The House Energy and Commerce Health Subcommittee yesterday advanced to the full committee a number of AHA-supported bills to address the opioid crisis. The bills would amend the Medicaid Institutions for Mental Disease exclusion; cover IMD substance use disorder treatment for pregnant women up to 12 months after delivery; and provide grants to study alternative emergency pain management protocols, and develop programs to ensure care coordination and treatment for patients who have experienced overdoses. They also would add chronic pain evaluation and management to Medicare’s initial preventive physical examination for new beneficiaries; direct the Centers for Medicare & Medicaid Services to standardize electronic prior authorization for Medicare Part D prescriptions; provide grants for prescriber education; require state Medicaid programs to integrate prescription drug monitoring program use into clinical workflows; and instruct CMS to evaluate the use of telehealth services in treating opioid use disorder. In addition, the AHA-supported bills would direct CMS to evaluate the use of abuse-deterrent opioids in Medicare plans; establish a threshold, based on specialty and geographic area, for which a prescriber would be considered an outlier opioid prescriber; and require all Children’s Health Insurance Program plans to cover treatment of mental illness and substance use disorders. During the markup, which considered more than 50 bills, the subcommittee also advanced a bill opposed by AHA that would require state Medicaid programs to report to CMS how graduate medical education funds are used to support physician training. In addition, the panel did not vote on AHA-supported bills that would improve information sharing regarding patients’ substance use disorder treatment history by aligning 42 CFR Part 2 with the Health Insurance Portability and Accountability Act, and require the Health and Human Services Secretary to advance recommendations addressing the care of infants with opioid dependency. Health Subcommittee Chair Michael Burgess (R-TX) expects the full committee to consider the reported bills and others in May. On Tuesday, the Senate Health, Education, Labor and Pensions Committee unanimously approved the Opioid Crisis Response Act. Other committees, including House Ways and Means and Senate Finance, also are considering comprehensive opioid-related legislation.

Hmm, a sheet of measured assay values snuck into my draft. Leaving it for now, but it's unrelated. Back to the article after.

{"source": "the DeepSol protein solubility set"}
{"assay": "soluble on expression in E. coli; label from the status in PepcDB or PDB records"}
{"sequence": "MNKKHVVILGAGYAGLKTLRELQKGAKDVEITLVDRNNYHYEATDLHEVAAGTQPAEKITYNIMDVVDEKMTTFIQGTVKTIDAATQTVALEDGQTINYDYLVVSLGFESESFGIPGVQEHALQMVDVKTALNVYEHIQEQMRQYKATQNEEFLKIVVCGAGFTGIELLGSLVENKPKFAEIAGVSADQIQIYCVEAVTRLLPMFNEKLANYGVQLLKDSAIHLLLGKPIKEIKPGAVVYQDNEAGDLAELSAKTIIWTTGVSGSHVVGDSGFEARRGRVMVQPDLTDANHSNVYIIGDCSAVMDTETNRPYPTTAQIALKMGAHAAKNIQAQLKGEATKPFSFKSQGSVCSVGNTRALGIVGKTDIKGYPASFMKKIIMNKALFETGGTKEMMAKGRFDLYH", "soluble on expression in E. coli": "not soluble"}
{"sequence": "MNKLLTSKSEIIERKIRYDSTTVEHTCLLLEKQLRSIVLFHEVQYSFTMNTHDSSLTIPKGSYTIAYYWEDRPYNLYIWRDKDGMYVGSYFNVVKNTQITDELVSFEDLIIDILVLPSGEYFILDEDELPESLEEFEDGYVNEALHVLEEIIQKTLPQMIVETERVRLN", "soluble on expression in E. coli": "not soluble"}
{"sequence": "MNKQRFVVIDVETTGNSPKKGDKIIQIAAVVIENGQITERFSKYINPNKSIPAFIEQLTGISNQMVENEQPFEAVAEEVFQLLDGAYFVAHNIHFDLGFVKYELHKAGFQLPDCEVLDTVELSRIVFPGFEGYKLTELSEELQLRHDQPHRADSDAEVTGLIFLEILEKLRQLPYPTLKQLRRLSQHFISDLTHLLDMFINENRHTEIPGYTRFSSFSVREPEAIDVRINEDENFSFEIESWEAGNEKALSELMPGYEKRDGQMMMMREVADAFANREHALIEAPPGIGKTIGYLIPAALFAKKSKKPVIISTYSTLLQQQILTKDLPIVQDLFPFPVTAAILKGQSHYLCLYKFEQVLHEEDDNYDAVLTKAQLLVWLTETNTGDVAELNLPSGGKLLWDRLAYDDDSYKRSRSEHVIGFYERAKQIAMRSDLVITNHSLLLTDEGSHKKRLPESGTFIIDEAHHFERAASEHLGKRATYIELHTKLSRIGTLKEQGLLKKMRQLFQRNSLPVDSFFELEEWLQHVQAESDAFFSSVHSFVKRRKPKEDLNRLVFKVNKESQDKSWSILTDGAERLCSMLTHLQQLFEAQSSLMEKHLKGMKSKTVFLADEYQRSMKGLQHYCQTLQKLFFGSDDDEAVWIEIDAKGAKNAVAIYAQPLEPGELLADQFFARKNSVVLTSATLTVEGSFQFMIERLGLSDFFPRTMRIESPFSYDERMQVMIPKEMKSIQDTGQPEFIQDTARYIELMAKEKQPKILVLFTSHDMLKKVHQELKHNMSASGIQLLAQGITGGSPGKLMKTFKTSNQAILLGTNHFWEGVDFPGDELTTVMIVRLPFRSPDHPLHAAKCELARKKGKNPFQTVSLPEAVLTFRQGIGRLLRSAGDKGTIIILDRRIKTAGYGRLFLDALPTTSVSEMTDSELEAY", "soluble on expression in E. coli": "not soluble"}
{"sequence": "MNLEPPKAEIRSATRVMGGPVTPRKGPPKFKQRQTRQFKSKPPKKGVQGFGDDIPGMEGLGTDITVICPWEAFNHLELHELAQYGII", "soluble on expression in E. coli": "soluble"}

Related News Articles

Headline
Hospitals in states that impose Medicaid work requirements could see reduced Medicaid revenues and operating margins and increased uncompensated care costs,…
Headline
In a study of Blue Cross and Blue Shield enrollees reported last week in the New England Journal of Medicine, initial opioid prescriptions declined 54 percent…
Headline
he Medicaid and CHIP Payment and Access Commission today released its March 2019 report to Congress, which recommends Congress phase in the Affordable Care Act…
Headline
The Centers for Medicare & Medicaid Services today
Perspective
As our country works to expand health coverage and improve access to care, “Medicare for All” is getting a lot of attention. There are many different flavors…
Headline
Reps. Terri Sewell, D-Ala., and John Katko, R-N.Y., today introduced the Resident Physician Shortage Reduction Act of 2019 (H.R. 1763) that would add up to 15,…